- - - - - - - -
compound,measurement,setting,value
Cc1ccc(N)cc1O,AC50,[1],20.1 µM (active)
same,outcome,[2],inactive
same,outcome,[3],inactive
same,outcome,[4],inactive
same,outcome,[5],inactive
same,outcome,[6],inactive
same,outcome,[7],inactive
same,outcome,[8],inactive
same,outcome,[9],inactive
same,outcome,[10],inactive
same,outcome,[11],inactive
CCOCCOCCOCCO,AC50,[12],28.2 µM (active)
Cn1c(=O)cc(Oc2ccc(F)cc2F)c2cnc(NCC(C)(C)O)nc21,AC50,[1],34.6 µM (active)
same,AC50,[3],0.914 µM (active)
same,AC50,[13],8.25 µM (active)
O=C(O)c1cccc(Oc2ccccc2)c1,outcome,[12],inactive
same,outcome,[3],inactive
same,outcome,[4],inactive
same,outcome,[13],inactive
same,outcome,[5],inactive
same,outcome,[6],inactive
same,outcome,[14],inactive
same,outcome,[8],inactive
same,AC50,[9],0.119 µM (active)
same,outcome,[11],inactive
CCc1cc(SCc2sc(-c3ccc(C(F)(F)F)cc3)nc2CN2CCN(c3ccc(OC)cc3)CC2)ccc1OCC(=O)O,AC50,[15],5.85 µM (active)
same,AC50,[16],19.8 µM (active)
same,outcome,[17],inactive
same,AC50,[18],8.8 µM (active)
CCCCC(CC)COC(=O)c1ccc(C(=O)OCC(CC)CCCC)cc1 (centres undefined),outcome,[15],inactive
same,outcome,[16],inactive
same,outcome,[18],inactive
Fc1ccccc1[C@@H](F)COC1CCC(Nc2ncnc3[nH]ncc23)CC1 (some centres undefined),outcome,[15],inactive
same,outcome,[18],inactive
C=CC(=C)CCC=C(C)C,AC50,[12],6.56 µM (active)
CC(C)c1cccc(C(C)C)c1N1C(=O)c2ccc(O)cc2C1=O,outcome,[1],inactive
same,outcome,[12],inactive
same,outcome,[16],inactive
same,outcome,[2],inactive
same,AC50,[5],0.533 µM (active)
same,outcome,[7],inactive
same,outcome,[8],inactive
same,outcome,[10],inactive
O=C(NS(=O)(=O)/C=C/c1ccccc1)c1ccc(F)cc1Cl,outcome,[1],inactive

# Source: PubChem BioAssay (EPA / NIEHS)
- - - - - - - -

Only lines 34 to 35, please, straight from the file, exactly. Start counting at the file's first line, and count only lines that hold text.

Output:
Fc1ccccc1[C@@H](F)COC1CCC(Nc2ncnc3[nH]ncc23)CC1 (some centres undefined),outcome,[15],inactive
same,outcome,[18],inactive